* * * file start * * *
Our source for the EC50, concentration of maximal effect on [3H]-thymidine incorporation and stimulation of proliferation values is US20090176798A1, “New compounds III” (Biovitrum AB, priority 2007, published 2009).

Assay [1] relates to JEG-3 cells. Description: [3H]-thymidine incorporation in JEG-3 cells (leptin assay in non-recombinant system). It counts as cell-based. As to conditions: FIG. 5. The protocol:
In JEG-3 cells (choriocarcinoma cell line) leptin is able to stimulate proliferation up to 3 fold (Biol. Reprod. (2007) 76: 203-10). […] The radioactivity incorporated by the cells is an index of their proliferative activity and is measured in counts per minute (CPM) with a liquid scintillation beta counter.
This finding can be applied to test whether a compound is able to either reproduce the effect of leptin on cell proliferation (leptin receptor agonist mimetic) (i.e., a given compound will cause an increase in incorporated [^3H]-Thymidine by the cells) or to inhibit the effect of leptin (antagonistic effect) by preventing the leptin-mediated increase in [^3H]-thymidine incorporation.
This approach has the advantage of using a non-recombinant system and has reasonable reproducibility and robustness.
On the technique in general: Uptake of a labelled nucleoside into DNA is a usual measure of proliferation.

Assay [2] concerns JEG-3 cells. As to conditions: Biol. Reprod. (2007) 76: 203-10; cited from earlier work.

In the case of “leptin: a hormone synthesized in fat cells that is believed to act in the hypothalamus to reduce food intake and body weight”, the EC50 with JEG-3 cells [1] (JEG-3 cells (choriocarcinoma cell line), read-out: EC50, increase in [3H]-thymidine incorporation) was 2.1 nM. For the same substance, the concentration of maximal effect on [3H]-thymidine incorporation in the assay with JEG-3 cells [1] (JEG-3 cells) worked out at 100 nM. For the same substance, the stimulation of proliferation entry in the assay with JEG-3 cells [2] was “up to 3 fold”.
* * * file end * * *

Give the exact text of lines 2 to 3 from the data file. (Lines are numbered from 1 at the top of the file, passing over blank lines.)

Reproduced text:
Assay [1] relates to JEG-3 cells. Description: [3H]-thymidine incorporation in JEG-3 cells (leptin assay in non-recombinant system). It counts as cell-based. As to conditions: FIG. 5. The protocol:
In JEG-3 cells (choriocarcinoma cell line) leptin is able to stimulate proliferation up to 3 fold (Biol. Reprod. (2007) 76: 203-10). […] The radioactivity incorporated by the cells is an index of their proliferative activity and is measured in counts per minute (CPM) with a liquid scintillation beta counter.